There have been incidents in the past wherein crime victims are people from different racial ethnicities, gender, and group affiliations. The acts perpetrated against them are sometimes motivated by hate. These acts characterize hate crime, which has been prevalent in the United States for many years. There have been periods in time when hate crimes targeted a specific racial group. Hate crimes are violent acts toward people based on race, religion and sexual orientation, and Native Americans became the usual assault victims mainly due to misconceptions of people about them.
Hate crime is an old phenomenon that has plagued Americans for many years now. This term and the interest that society has placed on it are recent developments, although the acts associated with hate crimes have a long history. Because of its complexity and the difficulty of including all facets, it would be hard to exhaustively define hate crimes. In addition, people have different concepts of hate crimes. Defining the concept tends to be influenced by one’s social norms, political interests, and cultural differences.
It would not be a surprise that there are even various academic and professional definitions of hate crimes around the world (Hall, 2005, pp. 1-2). In its simplest form, hate crimes are defined as violent acts motivated by hate and target people or organizations based on race or the group affiliation that they belong to (Hall, 2005, p. 2; American Psychological Association, 2009). Hate crimes emphasize the underlying values and character of the offenders, which sets hate crimes apart from other criminal acts.
In addition, the criminal behavior that the offender exhibits is driven by “prejudices from criminal conduct motivated by lust, jealousy, greed, politics, and so forth” (Gerstenfeld & Grant, 2003, p. 304). Race and group affiliation are not the sole reasons which motivate hate crimes. In most cases, hate crime victims are targeted because of color, national origin, gender, ethnicity, disability, and sexual orientation (Gerstenfeld & Grant, 2003, p. 304). According to an FBI hate crime report, race outranked religious and sexual orientation as motivation of hate crimes (Ruckman, 2009).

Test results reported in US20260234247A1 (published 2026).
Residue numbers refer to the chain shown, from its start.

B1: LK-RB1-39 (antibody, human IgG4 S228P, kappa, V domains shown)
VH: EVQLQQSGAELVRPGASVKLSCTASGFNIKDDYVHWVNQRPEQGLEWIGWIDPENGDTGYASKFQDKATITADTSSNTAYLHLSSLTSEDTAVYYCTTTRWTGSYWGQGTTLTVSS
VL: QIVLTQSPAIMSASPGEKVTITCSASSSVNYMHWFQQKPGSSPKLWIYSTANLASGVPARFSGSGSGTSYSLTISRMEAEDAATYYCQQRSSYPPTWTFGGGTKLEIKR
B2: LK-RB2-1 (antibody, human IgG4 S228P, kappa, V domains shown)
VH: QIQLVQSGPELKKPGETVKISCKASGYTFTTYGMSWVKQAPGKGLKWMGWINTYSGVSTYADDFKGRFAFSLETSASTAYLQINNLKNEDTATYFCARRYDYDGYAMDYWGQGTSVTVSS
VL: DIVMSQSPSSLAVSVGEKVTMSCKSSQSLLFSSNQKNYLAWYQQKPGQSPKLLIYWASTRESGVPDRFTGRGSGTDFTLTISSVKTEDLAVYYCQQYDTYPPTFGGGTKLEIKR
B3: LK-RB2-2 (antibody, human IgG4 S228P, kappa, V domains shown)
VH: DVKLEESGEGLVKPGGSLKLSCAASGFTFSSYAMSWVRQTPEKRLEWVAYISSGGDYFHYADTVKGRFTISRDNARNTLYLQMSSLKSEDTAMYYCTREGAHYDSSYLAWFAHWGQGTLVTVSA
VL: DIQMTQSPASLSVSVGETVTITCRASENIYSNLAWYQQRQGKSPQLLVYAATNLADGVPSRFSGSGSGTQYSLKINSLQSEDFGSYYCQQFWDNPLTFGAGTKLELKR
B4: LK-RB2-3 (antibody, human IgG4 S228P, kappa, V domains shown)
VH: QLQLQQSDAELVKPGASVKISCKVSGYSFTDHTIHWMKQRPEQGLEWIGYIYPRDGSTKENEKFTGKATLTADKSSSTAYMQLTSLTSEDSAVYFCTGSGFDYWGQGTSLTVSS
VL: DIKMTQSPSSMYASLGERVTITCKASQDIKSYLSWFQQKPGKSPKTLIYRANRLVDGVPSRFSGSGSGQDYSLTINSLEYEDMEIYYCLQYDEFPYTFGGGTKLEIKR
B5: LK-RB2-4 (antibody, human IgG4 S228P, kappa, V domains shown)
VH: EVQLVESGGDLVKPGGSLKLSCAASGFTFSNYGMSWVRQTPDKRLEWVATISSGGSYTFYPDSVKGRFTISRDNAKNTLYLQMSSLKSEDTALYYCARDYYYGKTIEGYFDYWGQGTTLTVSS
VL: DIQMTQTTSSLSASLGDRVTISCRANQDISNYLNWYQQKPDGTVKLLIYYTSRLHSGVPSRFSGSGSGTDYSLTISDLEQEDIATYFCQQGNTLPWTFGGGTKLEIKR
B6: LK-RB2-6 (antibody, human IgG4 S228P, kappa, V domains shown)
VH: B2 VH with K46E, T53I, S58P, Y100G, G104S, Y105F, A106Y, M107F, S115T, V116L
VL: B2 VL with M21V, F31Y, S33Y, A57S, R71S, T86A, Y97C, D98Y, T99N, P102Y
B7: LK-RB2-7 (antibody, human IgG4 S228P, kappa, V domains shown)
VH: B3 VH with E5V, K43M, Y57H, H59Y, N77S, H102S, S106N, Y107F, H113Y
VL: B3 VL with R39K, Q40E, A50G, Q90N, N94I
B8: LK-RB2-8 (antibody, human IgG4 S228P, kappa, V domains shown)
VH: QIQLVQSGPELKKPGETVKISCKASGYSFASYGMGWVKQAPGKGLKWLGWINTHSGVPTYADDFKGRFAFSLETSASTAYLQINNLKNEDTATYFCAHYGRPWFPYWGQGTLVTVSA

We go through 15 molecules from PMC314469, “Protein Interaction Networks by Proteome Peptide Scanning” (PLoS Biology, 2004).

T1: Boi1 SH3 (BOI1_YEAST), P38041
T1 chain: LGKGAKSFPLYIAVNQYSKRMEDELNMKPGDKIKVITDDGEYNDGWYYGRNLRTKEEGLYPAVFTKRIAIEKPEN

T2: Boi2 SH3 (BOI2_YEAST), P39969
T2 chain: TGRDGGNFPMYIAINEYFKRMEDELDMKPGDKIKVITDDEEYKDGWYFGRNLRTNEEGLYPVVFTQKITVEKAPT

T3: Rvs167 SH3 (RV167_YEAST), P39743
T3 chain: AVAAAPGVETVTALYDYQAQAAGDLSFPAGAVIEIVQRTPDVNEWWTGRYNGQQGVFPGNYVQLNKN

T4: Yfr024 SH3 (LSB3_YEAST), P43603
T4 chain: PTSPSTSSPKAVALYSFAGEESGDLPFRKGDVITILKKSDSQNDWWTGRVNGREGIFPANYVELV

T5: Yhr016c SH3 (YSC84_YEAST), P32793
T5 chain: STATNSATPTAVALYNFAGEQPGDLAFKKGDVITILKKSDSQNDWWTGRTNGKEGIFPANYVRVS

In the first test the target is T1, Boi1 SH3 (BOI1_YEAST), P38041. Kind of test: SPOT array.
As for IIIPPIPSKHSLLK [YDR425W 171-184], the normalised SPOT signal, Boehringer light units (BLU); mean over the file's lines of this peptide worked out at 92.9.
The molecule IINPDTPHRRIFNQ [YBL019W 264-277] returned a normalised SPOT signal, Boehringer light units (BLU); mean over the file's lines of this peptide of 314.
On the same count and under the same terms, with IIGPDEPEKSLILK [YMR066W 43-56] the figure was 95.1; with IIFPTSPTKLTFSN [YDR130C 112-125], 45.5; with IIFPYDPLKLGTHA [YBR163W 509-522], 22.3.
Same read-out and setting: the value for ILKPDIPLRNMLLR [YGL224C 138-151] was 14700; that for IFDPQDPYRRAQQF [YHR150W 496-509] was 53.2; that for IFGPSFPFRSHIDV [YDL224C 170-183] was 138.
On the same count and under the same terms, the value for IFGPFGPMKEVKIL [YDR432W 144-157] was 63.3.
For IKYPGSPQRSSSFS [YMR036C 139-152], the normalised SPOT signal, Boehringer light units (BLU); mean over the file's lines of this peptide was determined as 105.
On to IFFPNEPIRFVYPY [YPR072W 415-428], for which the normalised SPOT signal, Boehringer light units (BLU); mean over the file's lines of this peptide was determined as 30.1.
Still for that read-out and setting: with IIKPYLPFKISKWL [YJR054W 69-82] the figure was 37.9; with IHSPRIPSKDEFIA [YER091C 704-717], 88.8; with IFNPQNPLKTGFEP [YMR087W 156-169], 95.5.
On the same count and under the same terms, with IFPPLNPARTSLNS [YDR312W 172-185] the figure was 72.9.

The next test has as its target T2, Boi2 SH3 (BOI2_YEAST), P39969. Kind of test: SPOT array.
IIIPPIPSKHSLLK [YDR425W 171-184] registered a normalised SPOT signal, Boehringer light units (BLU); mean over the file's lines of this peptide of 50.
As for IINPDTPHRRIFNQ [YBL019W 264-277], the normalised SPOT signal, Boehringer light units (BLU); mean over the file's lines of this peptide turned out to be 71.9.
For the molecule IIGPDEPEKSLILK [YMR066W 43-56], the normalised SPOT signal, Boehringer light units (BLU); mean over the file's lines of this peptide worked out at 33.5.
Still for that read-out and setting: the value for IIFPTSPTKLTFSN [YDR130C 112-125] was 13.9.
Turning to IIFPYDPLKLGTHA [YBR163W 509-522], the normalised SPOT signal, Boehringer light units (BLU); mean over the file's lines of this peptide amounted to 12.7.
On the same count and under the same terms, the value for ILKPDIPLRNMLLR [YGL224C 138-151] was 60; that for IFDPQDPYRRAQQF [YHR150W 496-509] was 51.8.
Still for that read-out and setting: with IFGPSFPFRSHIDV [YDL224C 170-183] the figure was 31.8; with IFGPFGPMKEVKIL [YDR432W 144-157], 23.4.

Some people engage in hate crimes because they are influenced by alcohol and drugs. However, the main reason is still based on personal prejudice which blinds people to the reality of what they are doing. Aside from these, people commit hate crimes because of a number of reasons such as experiences with members of minority groups, economic conditions, and racial stereotypes. Whatever the reason may be, one hate crime incident can result to domino effect. This is because a hate crime is not just addressed to a single person, but to the group that the victim represents.
Thus, acts of hate crimes can cause fear in the entire community (Gerstenfeld & Grant, 2003, p. 304). Victims and Statistics Hate crimes can be categorized depending on the basis for the motive. The basis can be gathered from race, religion, and sexual preference. In more ways, hate crimes serve as hate messages directed to the targets. Hate crime informs the victims that they are not welcome to the community or neighborhood (American Psychological Association, 2009). Racial bias remains the main determinant of hate crimes, which affects African Ameiricans, Native Americans, Caucasians, and Asian/Pacific Islanders.
This category of bias refers to the negative opinion towards groups of persons such as blacks, Asians, or whites. This bias is also based on physical characteristics. Religious bias, on the other hand, refers to the negative opinion or attitude directed towards a group of persons who have the same religious beliefs. Lastly, sexual preference bias refers to the negative opinion about a group of persons based on sexual preference (Office of the Attorney General, 2009). 1990-1995 For many years, reports were collected with regards to the prevalence of hate crimes in the United States.
Since 1990, The Hate Crime Statistics Act (HCSA) was enacted to gather data on hate crimes from law enforcement agencies from all over the United States. The following year, in 1991, 4,558 cases of hate crimes were gathered from police departments in 32 states. The next year, the data recorded 7,442 incidents. In 1993, there were 7,587 hate crimes, as reported by 6,865 agencies. By 1994, the number dropped to 5,932. The number increased to 7,947 in 1995 (Anti-Defamation League, 2009). Out of this total, 41 incidents targeted Native Americans or Alaskan Natives (CivilRights, n. d. ).
A number of assaults which occurred between these periods were recorded. One such case, which occurred in August 1991, was said to be a dramatic incident of anti-Semitic hate crime. The incident occurred in Brooklyn in a motorcade for Grand Rabbi Menachem Scheerson. During the parade, a Hasidic Jew driving a car accidentally killed a black youth. This event precipitated four days of rioting full of vandalism, assault, and harassments, especially against Jews. During the riot, a 29-year-old rabbinical student was killed by a group of 15 African Americans.